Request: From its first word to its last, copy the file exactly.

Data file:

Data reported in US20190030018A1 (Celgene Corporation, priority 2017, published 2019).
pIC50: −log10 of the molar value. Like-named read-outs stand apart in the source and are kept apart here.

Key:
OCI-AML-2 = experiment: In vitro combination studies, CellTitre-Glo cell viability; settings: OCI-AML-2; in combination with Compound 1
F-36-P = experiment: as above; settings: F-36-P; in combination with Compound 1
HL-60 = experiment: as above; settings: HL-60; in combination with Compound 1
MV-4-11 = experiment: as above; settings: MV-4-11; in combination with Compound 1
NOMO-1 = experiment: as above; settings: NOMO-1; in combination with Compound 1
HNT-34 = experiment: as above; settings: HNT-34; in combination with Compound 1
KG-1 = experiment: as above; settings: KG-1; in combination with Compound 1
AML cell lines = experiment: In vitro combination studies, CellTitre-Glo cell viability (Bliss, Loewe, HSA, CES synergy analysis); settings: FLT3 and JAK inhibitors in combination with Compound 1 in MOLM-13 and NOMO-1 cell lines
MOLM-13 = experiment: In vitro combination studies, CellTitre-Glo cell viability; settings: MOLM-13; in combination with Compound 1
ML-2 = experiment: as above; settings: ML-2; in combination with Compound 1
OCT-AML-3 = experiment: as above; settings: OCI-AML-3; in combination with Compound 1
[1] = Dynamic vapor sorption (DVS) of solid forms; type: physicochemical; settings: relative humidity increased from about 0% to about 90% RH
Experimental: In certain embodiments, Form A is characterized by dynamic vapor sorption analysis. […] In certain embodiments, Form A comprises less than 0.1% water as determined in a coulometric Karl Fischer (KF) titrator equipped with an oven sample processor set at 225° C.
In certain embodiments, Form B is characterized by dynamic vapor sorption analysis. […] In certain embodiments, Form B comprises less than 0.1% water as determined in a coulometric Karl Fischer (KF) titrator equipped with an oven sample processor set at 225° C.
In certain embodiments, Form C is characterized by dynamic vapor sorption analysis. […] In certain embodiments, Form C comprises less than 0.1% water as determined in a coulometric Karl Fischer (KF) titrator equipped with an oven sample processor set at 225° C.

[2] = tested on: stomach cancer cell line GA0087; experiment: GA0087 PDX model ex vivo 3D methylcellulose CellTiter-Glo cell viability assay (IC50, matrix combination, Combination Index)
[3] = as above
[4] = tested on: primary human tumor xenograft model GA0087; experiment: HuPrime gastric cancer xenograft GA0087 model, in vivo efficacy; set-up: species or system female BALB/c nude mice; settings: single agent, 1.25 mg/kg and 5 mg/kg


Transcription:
Data reported in US20190030018A1 (Celgene Corporation, priority 2017, published 2019).
pIC50: −log10 of the molar value. Like-named read-outs stand apart in the source and are kept apart here.

Key:
OCI-AML-2 = experiment: In vitro combination studies, CellTitre-Glo cell viability; settings: OCI-AML-2; in combination with Compound 1
F-36-P = experiment: as above; settings: F-36-P; in combination with Compound 1
HL-60 = experiment: as above; settings: HL-60; in combination with Compound 1
MV-4-11 = experiment: as above; settings: MV-4-11; in combination with Compound 1
NOMO-1 = experiment: as above; settings: NOMO-1; in combination with Compound 1
HNT-34 = experiment: as above; settings: HNT-34; in combination with Compound 1
KG-1 = experiment: as above; settings: KG-1; in combination with Compound 1
AML cell lines = experiment: In vitro combination studies, CellTitre-Glo cell viability (Bliss, Loewe, HSA, CES synergy analysis); settings: FLT3 and JAK inhibitors in combination with Compound 1 in MOLM-13 and NOMO-1 cell lines
MOLM-13 = experiment: In vitro combination studies, CellTitre-Glo cell viability; settings: MOLM-13; in combination with Compound 1
ML-2 = experiment: as above; settings: ML-2; in combination with Compound 1
OCT-AML-3 = experiment: as above; settings: OCI-AML-3; in combination with Compound 1
[1] = Dynamic vapor sorption (DVS) of solid forms; type: physicochemical; settings: relative humidity increased from about 0% to about 90% RH
Experimental: In certain embodiments, Form A is characterized by dynamic vapor sorption analysis. […] In certain embodiments, Form A comprises less than 0.1% water as determined in a coulometric Karl Fischer (KF) titrator equipped with an oven sample processor set at 225° C.
In certain embodiments, Form B is characterized by dynamic vapor sorption analysis. […] In certain embodiments, Form B comprises less than 0.1% water as determined in a coulometric Karl Fischer (KF) titrator equipped with an oven sample processor set at 225° C.
In certain embodiments, Form C is characterized by dynamic vapor sorption analysis. […] In certain embodiments, Form C comprises less than 0.1% water as determined in a coulometric Karl Fischer (KF) titrator equipped with an oven sample processor set at 225° C.

[2] = tested on: stomach cancer cell line GA0087; experiment: GA0087 PDX model ex vivo 3D methylcellulose CellTiter-Glo cell viability assay (IC50, matrix combination, Combination Index)
[3] = as above
[4] = tested on: primary human tumor xenograft model GA0087; experiment: HuPrime gastric cancer xenograft GA0087 model, in vivo efficacy; set-up: species or system female BALB/c nude mice; settings: single agent, 1.25 mg/kg and 5 mg/kg